Our school board is meeting today and again tomorrow in an accelerated effort to hire a new superintendent.
There are many things we cannot know about a new superintendent.
Our school board trustees have spent countless hours surveying their constituents to understand what kind of superintendent they should hire. Our trustees will spend a great deal of time interviewing candidates to determine which person will most likely fit that desired profile. But no matter how many public input sessions are held, no matter how many reference calls are made and no matter how many interviews are attended, no trustee and no voter can know for sure how a new person will perform when they become superintendent of the Houston Independent School District, a one-of-a-kind organization that is the largest school district in the State of Texas.
There is much we cannot predict about an incoming superintendent.
But no matter who is ultimately selected, there is one thing trustees can absolutely guarantee when they hire a new superintendent:
They can guarantee how that person will be paid.
- What will that person’s base salary be? Dr. Terry Grier’s base salary was $300,000. (see Grier’s 2009 contract)
- What fringe benefits will that person be given? Dr. Terry Grier received among other items: $1,200/month for a car, $400/month for a phone, 30 days a year of vacation (which could be traded in for more pay), 5 personal days and 30 sick days a year (which could be traded in for more pay)
- What bonuses will she or he be paid and on what criteria will he or she be judged? Dr. Terry Grier received received up to $80,000 more each yearbased on his performance judged by trustees rating him on a scale of 1 to 3 for which a rating of 2 or 3 would be high enough to receive the bonuses.
We can expect that the high pay levels associated with HISD superintendents and the goals and objectives tied to that pay will be directly related to the priorities, activities and decisions the new superintendent will set. No one is against high pay for high qualifications and high responsibilities, but we need a contract that will align the next head of the largest school district in Texas with the values of openness, respect, community and children-first. Anchoring a large part of the superintendent’s compensation to shallow goals and showering the superintendent with perks that drive up the cost of firing her or him is not what this district needs, and it is not the standard we should set for the State of Texas.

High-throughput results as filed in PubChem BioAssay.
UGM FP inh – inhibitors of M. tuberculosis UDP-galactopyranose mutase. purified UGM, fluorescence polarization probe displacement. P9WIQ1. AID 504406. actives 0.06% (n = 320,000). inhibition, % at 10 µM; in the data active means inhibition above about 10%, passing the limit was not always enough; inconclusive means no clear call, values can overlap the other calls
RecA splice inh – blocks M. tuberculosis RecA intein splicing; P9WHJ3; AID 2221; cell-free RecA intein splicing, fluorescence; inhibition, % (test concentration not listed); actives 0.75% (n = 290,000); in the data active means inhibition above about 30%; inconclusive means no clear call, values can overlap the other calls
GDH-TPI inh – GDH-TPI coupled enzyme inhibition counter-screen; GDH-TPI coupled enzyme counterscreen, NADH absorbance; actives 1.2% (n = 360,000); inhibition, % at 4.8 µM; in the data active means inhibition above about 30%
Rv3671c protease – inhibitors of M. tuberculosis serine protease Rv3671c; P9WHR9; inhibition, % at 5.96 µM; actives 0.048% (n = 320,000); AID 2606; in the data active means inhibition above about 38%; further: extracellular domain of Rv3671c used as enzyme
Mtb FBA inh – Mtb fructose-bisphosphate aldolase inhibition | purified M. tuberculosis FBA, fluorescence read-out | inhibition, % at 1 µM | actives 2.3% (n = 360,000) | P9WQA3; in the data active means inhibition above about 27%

The day the school board votes to approve and the board president signs the new superintendent’s contract, all of these things will be known. This makes the superintendent’s contract more important and more predictive than any “leader profile” or past experiences at other school districts.
Traditionally, this contract is private until after it is signed.
But the public deserves more transparency. I have written before about the potential conflict of interest between the lawyers advising trustees on superintendent contracts and how those same lawyers can benefit from millions of dollars in business controlled by that same superintendent. The students, the parents, the teachers, the career educators, the taxpayers and all the stakeholders in our public education system deserve more transparency on what might be the most important decision this board makes for years to come.
If there is any legal right or tradition that offers privacy to a candidate on a contract such as this, that prospective superintendent should waive that right. Doing so would be a sign of openness and trust and a great first step at leading Houston ISD into a new season of transparency and community-based decision making.
I hope the Houston ISD School Board will make the next superintendent’s contract, once negotiated, available to the public for a minimum of two weeks and that it schedules a special session of the Board of Education to hear citizen testimony before trustees take a final vote of approval on this most important decision.
I have started a petition that dozens have already signed, and I hope the Houston ISD Board of Education will show leadership and new direction by listening.